How credit cards affect your credit rating. Don't be fooled.

By Natasha Culzac
1

A well-managed credit card can give a boost to your credit score, however there also pitfalls that you may not expect.

A credit card can be a boon for your financial attractiveness, but remember that every rose has it's thorns. If you’re currently using one, or want to get one to help your credit score, then this short guide will help you to understand the advantages and the pitfalls of spending plastic.

The good

A credit card most benefits your rating when you are spending on it and – this is the important bit – paying your monthly bills on time. A credit score edges up when your report shows consistent and reliable payments that are never late. The longer you can do this, the better your score will get, especially if you can pay more than the minimum.

You don’t have to clear the entire balance each month, but to do so just means that it’s cheaper for you i.e. you won’t have to pay any interest on the balance you owe. Be aware, however, that if you do this regularly with a bunch of cards, lenders might not look favourably on it – they want to earn money off you somehow!

There are many credit-building cards out there for people with a poor history. The APR and interest rates might be a bit nuts, but if you can pay the balance off in full you won’t be affected by this.

The bad

There’s an annoying fine line between what’s helpful and destructive when it comes to credit cards. For example, a maxed-out card negatively impacts your score. As a guide, you should use less than 50% of your limit. Lenders can see how much available credit you have to your name and if you’re using it all, it doesn’t look good.

But at the same time if you pay off and close down a card, that too can reduce your score – because suddenly there is one less line of credit for them to monitor you with. Scores rely on being able to predict your future financial behaviour and if you have nothing with which they can do that, you start to become a mystery. The upshot of this, is that even if your score did go down as a result of you closing down a card, some lenders see you as responsible so view it as a positive. Go figure!

The same goes for unused credit cards. Too much available credit can be bad. You might think that having four cards gathering dust in your bedside drawer can’t surely be a bad thing, but lenders will be wary and with so much open yet unused credit, you will be viewed as a fraud risk.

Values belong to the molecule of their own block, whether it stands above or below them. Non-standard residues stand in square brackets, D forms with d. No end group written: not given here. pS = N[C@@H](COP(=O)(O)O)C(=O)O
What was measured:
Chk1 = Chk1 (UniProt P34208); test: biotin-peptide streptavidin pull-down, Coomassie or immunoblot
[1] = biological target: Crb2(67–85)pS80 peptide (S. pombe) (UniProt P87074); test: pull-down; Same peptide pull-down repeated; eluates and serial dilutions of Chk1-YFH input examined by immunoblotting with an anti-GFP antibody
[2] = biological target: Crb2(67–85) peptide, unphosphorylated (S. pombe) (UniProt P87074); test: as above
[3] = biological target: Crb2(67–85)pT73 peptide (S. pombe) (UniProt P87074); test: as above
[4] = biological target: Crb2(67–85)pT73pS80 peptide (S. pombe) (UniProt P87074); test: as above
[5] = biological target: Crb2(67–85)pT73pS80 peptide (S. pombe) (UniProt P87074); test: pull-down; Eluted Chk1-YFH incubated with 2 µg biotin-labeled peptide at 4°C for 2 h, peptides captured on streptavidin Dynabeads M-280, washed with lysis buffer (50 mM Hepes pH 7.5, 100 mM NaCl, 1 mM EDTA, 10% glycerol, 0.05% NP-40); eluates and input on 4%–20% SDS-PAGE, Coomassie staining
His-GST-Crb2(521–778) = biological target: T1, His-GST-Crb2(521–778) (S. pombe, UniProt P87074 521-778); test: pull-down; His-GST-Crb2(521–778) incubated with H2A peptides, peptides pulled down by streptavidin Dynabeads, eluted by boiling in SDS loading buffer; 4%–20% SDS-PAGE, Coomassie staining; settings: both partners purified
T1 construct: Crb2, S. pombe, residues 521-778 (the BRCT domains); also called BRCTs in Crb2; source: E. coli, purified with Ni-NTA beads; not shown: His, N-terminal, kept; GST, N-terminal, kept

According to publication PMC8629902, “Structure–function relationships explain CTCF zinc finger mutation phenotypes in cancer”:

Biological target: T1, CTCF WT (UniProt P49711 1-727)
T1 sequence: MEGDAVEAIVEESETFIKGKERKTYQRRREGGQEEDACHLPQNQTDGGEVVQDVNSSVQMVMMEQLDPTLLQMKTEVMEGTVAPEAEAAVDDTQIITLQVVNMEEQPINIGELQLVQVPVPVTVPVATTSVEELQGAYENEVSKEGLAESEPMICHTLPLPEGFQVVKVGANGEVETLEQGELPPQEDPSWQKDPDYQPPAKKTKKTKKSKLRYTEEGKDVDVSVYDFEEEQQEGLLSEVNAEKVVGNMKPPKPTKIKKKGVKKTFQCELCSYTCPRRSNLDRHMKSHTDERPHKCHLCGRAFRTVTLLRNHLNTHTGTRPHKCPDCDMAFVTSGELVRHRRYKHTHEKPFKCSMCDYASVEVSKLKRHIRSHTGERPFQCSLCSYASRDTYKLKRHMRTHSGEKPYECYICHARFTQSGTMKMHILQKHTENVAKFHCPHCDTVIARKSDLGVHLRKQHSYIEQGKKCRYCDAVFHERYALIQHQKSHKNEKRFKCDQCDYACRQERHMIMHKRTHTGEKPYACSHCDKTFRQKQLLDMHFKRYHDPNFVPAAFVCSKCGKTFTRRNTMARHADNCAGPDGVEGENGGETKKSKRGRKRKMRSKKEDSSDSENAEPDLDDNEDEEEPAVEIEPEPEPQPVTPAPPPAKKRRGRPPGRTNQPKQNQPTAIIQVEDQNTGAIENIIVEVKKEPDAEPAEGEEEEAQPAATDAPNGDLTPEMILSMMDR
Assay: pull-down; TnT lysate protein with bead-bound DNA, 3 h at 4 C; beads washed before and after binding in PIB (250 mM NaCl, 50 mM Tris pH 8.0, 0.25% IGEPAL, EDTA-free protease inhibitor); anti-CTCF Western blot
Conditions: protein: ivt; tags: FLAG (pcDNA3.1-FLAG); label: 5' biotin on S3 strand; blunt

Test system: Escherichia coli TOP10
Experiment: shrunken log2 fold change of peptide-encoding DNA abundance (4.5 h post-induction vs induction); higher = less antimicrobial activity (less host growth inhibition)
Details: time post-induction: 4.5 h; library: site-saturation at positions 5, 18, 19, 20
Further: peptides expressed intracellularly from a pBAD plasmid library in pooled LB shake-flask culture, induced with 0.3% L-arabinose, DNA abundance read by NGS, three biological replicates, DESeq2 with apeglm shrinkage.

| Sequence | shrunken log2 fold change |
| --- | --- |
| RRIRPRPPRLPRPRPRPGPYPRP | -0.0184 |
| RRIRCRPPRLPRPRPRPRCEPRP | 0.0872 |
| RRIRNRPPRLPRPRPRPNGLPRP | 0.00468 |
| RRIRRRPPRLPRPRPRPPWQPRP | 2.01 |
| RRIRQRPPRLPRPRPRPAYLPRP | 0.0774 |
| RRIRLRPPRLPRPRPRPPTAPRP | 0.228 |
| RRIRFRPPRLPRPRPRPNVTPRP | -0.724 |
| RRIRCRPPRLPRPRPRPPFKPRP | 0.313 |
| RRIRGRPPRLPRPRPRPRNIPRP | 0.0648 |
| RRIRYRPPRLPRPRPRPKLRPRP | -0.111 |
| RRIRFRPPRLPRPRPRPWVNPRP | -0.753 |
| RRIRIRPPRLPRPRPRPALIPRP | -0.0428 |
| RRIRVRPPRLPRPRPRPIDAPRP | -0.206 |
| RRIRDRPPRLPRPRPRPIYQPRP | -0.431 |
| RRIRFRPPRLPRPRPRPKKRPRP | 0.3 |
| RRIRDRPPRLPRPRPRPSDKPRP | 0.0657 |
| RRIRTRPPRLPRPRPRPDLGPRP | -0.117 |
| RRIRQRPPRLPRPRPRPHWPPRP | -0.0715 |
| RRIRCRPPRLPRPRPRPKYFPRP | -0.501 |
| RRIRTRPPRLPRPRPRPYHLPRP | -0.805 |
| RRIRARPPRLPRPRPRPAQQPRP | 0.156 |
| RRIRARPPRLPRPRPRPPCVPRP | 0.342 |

Further things which can harm your score include flitting between different card companies, opening and closing cards here and there – some scoring systems reward long-term relationship - and busting through your credit limit.

The ugly

It almost goes without saying that missing payments or defaulting on a credit card is bad, bad news. This will blast your score and make it harder to get credit in the future. Don’t forget that your report goes back six years, which is why it takes a long time to cultivate and harness a good credit history.

Top takeaway

A credit card can definitely give a much-needed boost to your credit score, but you must be wary of the downfalls. Make sure you keep up repayments and never go over your limit. Consistently good financial behaviour will bump up your score and make you more attractive to lenders. Want to rebuild your credit? Take a look at these credit cards that are aimed at people with a poor credit history.

 

By Natasha Culzac


Thanks to a journalistic career history and a childhood at Sylvia Young Theatre School, Natasha has her fingers in a few professional pies, doing her best impression of a model and actor as well as personal finance writer. Outside of work she compulsively watches BBC period dramas and constantly lies to herself that this year will be the year she learns French, once and for all.

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